On Friday night, Keston Bledman, Rondel Sorrillo, Emmanuel Callender and Thompson teamed up for seventh spot in the men's 4x100 metres final in 38.09 seconds. However, the T&T quartet was subsequently disqualified for a lane infringement, Callender having stepped out of lane eight during the handoff to anchorman Thompson.

“I'm proud of my guys,” Thompson told the Sunday Express, after the race, “and the way they fought. Proud of the entire T&T team for the way we've fought. Not only those who made the finals, or got personal bests or national records. But to everyone who stepped on the line and gave their all, I think that's important. That's the spirit of the Olympics.”

T&T's best-ever Olympic haul came at the 2012 Games in London, England—one gold, one silver and two bronze medals. Returning gold medallist Keshorn Walcott competed in the men's javelin final last night, and was the last hope for a T&T medal here in Rio.

“Maybe we're a bit spoiled by previous Olympics with the amount of medals. Yes, it's great to place expectations on ourselves and to not be complacent and to set goals and standards for what we believe we're capable of achieving. However, it's the nature of sport that you have ups and downs. Unfortunately for us, things aren't coming together now. Maybe it's just not God's time.”

Much of the criticism of the T&T Olympic team has come on social media. Thompson, Sorrillo and Bledman were among the vilified athletes after failing to advance to the semifinal round in the men's 100m dash.

“We've heard the criticisms and the negative comments, and it's fine. We accept criticism and we try to find a way to make ourselves better from it. About those people who weren't necessarily constructive in the negative comments, they need to understand that those of us who are here are here because of ample amount of sacrifice and hard work, just to achieve the standard to be at the Games.

“Everyone,” the triple Olympic silver medallist continued, “has put their heart and soul into doing it for themselves, doing it for the people that support them, and obviously doing it for Trinidad and Tobago.”

Thompson expressed his support for Walcott, ahead of the javelin final. The 23-year-old T&T field athlete had thrown 88.68 metres in Wednesday's preliminary competition to lead all qualifiers into last night's medal showdown.

“It looks as though Keshorn is in a great position to be a medallist again,” said Thompson, “and to possibly win the gold. It just makes me think of the last four years; the things people have said about him; the way people have treated him; the negative comments towards him. But he's had his downs, and he's found a way up again.

“I hope Keshorn would be an inspiration to the rest of the team, that amongst the negativity and amongst the bad performances, it doesn't determine what your outcome is. What is truly determinant is what is inside of you and your ability to push forward.”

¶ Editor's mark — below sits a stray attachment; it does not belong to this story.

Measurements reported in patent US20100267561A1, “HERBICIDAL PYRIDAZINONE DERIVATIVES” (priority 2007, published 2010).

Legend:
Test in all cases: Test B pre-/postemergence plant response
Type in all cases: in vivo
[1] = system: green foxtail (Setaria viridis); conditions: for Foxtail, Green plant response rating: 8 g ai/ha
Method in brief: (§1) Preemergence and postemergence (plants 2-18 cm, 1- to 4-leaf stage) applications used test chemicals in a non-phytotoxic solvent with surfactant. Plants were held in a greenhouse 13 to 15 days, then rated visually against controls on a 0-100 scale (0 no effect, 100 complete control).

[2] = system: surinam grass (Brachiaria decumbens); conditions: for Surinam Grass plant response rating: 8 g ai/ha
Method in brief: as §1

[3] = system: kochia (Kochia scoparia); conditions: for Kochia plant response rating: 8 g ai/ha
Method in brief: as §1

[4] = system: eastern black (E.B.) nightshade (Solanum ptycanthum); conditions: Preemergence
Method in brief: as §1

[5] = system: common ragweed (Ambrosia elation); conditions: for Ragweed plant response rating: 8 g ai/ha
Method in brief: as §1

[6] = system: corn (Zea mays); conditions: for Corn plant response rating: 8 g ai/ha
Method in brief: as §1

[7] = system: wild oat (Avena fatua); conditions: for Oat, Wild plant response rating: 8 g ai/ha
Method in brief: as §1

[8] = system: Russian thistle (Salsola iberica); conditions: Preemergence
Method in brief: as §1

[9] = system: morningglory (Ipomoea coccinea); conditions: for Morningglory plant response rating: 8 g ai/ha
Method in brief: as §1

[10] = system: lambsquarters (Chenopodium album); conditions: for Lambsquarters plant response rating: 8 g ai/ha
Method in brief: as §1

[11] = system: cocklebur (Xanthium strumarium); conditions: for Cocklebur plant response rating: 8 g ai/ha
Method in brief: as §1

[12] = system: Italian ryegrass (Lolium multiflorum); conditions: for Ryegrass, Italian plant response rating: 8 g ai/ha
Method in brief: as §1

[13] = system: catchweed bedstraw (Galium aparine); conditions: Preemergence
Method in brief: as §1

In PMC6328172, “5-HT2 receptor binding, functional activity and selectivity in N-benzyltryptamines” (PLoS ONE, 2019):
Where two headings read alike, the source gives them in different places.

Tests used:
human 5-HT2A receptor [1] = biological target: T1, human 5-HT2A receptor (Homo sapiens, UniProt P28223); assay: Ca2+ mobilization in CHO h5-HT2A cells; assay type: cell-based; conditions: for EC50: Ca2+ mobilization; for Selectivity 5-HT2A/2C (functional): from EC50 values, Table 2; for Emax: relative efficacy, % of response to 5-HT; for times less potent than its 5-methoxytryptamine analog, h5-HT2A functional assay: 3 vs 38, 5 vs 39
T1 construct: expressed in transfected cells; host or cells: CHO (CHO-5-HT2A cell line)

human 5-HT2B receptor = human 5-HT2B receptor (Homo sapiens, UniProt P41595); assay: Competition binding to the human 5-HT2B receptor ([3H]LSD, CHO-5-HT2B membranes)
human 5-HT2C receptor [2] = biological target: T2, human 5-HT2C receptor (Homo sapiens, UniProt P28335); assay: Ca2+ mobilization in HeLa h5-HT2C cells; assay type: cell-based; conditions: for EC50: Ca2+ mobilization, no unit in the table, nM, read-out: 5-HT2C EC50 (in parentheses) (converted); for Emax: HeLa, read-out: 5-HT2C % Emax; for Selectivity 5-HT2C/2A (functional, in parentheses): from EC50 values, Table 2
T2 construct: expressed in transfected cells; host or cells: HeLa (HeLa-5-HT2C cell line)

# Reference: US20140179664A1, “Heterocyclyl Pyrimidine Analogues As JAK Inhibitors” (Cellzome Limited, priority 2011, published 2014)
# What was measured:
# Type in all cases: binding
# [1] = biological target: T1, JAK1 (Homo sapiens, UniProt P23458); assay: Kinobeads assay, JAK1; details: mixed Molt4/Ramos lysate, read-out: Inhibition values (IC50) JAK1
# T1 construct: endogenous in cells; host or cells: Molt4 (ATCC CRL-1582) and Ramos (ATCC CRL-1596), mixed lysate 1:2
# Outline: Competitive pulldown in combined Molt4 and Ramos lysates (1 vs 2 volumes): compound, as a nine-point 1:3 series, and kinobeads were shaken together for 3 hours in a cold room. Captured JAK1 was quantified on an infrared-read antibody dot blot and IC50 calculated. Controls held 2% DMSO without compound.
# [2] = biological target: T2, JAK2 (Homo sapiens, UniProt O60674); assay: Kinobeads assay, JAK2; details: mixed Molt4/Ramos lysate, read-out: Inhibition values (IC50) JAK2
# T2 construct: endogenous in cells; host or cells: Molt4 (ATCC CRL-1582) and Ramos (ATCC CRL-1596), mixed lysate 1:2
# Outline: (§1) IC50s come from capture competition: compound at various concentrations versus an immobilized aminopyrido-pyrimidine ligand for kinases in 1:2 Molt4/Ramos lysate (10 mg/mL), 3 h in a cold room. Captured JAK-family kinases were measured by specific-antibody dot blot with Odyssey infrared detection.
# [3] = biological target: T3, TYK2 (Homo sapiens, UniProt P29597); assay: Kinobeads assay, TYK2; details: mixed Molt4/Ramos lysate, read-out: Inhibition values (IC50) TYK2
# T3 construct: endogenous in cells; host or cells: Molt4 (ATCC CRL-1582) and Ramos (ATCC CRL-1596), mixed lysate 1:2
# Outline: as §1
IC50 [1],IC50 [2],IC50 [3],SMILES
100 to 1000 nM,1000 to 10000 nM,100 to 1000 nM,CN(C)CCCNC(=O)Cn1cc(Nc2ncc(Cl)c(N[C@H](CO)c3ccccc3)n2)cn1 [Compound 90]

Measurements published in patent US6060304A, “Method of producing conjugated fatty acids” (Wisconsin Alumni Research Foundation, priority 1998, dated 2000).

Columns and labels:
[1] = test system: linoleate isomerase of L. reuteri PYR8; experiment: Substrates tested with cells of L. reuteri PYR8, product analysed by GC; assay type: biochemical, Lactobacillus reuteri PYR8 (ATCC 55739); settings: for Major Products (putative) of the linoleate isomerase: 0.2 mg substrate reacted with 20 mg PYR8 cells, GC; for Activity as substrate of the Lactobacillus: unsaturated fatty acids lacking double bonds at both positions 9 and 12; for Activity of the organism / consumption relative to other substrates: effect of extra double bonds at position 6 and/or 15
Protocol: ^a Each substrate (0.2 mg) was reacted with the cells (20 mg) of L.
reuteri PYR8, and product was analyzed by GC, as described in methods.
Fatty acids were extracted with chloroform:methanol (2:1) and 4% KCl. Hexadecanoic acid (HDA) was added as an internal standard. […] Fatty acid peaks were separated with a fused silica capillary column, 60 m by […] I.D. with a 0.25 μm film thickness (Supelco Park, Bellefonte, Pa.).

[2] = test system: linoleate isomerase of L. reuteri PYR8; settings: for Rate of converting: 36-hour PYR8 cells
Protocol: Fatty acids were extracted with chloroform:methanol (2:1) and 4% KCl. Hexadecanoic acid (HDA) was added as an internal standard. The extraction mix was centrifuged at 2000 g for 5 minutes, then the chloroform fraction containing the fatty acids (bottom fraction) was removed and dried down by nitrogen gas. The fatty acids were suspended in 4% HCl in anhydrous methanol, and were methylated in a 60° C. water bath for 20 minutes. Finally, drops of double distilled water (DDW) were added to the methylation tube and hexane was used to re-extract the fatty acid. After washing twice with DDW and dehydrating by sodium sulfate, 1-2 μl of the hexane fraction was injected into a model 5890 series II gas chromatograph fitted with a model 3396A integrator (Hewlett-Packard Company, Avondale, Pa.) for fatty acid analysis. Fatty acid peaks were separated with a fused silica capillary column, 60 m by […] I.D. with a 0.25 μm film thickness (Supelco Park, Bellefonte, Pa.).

Thompson said he and his teammates gave their all in the 4x1 final, but simply lacked the leg speed to challenge for a podium finish.

“From the get-go it was going to be difficult. Based on what we were working with at the moment, that's the best we could have done. We give thanks and praise to God for the opportunity to be in the final again.”

The T&T combination of Bledman, Marc Burns, Callender and Thompson earned Olympic silver at Beijing 2008, and again at London 2012.

“You win some, you lose some,” said Bledman, following Friday's final. “Marc was not here, but Rondel stepped up big time. It just wasn't our time in God's book.”

Bledman, 28, said he plans to be at the Tokyo 2020 Games for another shot at Olympic glory.

“I'm going till about 40-something, Kwame,” Bledman quipped.

But 30-year-old Sorrillo was non-committal about his Tokyo plans.

“We'll see,” the second leg runner told the Sunday Express.

Like his teammates, Sorrillo was satisfied that a big effort was made on behalf of the Red, White and Black.

A disappointed Callender said the Road to Rio was a rough one.

“Not to make it an excuse, but a lot of Trinidad and Tobago athletes faced a lot of adversity this year, coming into the Olympics, and I think that had a strong part to play in some of the performances. Even though we go through a lot of struggles and hardships, we still come out here to put our best foot forward, so at the end of the day,” Callender ended, “God still has to get the praise and all the honour.”

On a heart-breaking Friday night at the Joao Havelange Olympic Stadium, there was disqualification too for the T&T men's 4x400m team.

A third-place finish in heat one in two minutes, 58.84 seconds seemed to secure a championship race berth for Jarrin Solomon, Lalonde Gordon, Deon Lendore and Machel Cedenio. But Gordon, running the second leg, stepped out of lane and the quartet was disqualified. T&T management lodged a formal protest, which was thrown out by the jury of appeal.